It marked the 30th anniversary of the ancient procession, with organisers pulling out all the stops to entertain the sell-out audience. The night included giant puppets, intricate costumes, new fire sculptures and theatre by flames set to a blazing backdrop.
Featuring the Green Man and May Queen, the festival celebrates the arrival of summer with drums, acrobatics, immersive theatre and, of course, fire.
Speaking about the history of Edinburgh’s Beltane Fire Festival, founder Angus Farquhar said:
“Since we restarted it in its modern form 30 years ago, the Beltane Festival has continued to grow and flourish. It always felt apt to celebrate spring, warmth coming back into the air and the miracle of renewal as witnessed through the annual arc of growth and fecundity in the natural world. I am incredibly proud of its evolution, the energy and commitment of the hundreds of volunteers who make it happen and draw strength from the heart of its rituals and traditions.”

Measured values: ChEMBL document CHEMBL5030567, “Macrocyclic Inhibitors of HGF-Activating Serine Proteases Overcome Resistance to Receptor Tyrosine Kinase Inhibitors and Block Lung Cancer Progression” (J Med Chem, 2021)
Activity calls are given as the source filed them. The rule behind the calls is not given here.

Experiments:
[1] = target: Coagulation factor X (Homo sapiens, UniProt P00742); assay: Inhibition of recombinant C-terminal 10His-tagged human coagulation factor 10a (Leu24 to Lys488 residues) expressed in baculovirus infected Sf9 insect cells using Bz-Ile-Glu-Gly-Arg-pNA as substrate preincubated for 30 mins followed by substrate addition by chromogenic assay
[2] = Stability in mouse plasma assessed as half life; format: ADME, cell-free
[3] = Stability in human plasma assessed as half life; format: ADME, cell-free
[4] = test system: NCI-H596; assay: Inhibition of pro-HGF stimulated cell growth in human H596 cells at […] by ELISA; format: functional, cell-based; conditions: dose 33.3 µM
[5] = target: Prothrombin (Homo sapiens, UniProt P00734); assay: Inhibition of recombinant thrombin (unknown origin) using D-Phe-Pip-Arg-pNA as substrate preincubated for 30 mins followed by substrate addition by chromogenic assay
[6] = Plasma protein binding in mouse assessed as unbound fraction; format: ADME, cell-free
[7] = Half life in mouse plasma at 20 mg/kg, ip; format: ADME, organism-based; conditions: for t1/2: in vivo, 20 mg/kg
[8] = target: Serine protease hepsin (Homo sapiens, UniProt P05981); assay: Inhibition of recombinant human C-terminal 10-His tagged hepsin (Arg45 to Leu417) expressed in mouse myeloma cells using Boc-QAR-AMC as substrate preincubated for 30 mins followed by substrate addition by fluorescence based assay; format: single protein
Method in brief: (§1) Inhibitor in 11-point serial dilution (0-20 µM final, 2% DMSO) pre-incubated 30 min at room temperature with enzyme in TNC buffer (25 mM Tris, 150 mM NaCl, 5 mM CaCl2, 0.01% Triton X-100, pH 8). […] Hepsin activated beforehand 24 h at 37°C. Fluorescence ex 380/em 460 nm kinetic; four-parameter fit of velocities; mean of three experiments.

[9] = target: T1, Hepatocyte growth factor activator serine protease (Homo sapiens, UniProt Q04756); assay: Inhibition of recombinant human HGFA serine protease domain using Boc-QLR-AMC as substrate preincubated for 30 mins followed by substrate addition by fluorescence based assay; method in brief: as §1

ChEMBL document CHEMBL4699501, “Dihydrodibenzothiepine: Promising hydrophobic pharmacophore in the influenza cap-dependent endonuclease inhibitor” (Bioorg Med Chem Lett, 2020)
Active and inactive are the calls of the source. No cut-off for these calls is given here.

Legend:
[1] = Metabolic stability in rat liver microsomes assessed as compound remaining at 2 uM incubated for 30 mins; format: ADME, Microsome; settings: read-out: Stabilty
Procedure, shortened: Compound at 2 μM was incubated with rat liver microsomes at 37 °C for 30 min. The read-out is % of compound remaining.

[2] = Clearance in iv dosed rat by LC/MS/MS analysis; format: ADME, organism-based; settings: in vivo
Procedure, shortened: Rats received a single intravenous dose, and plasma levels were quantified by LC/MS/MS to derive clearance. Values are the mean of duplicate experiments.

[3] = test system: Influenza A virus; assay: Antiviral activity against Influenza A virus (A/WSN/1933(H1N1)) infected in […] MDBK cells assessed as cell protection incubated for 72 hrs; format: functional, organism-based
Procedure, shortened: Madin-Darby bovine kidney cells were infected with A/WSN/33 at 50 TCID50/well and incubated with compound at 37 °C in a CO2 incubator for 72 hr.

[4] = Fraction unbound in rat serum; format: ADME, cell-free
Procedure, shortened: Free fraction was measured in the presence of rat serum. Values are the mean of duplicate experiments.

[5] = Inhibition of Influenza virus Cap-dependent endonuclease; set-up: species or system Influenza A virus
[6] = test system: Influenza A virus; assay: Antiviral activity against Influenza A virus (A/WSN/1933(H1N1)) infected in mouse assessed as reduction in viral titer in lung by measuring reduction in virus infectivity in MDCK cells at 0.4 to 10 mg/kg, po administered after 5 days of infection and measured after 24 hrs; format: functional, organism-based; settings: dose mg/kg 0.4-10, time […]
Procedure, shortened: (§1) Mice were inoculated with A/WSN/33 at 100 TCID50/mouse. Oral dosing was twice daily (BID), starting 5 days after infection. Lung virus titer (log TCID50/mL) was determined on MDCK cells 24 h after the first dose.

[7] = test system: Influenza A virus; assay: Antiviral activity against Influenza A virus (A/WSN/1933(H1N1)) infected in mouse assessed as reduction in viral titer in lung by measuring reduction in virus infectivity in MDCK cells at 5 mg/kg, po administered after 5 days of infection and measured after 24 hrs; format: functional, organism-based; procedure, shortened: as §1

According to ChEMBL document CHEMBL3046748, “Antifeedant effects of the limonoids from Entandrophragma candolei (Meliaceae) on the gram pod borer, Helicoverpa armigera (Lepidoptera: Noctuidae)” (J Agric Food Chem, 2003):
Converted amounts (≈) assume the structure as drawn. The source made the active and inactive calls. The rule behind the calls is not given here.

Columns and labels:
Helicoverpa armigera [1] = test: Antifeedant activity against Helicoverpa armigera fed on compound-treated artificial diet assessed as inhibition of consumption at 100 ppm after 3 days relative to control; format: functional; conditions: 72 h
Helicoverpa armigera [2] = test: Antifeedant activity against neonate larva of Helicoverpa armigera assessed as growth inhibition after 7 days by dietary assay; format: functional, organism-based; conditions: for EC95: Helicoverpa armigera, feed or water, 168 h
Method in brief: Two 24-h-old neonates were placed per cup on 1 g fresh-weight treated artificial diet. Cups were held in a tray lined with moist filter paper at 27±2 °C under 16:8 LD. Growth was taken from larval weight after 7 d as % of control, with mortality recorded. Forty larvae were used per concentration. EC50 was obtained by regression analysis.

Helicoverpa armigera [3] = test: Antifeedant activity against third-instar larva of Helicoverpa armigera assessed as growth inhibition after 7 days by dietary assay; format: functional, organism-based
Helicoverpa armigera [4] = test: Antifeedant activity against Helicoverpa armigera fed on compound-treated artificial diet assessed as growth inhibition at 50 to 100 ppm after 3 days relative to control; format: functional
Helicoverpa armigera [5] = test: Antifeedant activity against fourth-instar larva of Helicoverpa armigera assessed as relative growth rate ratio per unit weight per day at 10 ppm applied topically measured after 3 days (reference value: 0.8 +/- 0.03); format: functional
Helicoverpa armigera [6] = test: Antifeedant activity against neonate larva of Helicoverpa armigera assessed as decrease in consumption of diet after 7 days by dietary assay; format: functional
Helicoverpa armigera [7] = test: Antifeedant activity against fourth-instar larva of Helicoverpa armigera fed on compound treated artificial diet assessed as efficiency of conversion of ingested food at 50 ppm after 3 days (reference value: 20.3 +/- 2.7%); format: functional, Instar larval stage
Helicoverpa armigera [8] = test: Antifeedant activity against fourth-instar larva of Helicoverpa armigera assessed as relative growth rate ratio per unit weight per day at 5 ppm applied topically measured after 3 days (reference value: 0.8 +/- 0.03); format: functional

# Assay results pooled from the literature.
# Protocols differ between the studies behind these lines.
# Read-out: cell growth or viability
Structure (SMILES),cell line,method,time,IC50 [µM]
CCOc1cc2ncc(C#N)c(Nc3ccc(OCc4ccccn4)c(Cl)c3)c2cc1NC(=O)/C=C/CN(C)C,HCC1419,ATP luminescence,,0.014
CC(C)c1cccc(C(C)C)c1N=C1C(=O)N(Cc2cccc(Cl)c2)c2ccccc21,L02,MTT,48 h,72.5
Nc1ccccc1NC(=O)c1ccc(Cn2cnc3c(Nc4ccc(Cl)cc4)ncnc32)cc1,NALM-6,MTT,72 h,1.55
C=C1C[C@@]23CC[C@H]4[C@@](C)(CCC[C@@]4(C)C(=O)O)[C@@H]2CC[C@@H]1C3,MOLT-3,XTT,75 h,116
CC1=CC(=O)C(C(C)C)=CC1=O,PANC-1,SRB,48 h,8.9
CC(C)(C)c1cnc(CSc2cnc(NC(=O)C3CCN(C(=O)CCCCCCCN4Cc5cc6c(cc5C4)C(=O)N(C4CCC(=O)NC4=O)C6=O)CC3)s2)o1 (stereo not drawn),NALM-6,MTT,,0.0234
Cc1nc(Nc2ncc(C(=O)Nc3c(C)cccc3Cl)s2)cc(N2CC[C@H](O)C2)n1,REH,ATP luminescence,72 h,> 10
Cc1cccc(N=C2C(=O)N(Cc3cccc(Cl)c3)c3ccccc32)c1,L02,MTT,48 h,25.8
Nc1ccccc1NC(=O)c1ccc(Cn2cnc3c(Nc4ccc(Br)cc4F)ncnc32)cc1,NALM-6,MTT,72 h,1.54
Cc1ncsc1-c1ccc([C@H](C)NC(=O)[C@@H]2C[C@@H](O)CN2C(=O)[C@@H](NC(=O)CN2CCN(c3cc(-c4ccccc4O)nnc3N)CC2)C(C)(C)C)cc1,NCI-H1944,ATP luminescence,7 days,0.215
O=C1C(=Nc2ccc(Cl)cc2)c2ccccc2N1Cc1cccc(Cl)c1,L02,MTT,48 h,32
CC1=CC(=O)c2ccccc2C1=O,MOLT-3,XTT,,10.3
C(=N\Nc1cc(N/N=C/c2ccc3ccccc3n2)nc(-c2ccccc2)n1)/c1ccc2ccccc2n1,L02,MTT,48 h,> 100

The drama centres on a “magical procession” led by the May Queen and her court. In the procession the Green Man is “killed” by the May Queen, stripped of his winter guise and resurrected in a dramatic ritual performance, before the lighting of the traditional Beltane bonfire to welcome summer.
Beltane Fire Society chair Erin McDonald said: “Over the past thirty years the Beltane Fire Festival has evolved from a handful of performers and a pretty small crowd into a cultural institution attracting thousands of attendees from all over the world that around 300 volunteers who come together to create something truly special. It’s both mad and beautiful and cannot be described; it has to be felt. We’re so proud of what we accomplished this year, and look forward to evolving further over the next thirty years.”
Last night’s event attracted thousands of revellers, with people coming from far and wide to witness it for themselves. Mikey Jarrell, a first time Beltane attendee from Leeds was suitably impressed: “Beltane is unlike any event I’ve ever been to before. I didn’t know what to expect my first time, but got caught up in the immersive theatrical nature of it all. It’s not always clear what is happening and why, but that’s part of what makes it so magical. It’s this really visceral release of tension; a sense of wild abandonment and it feels like a celebration in its purest form.”
The festival was rekindled after a 100-year gap in 1988 and has grown into a huge spectacle with a five-figure budget.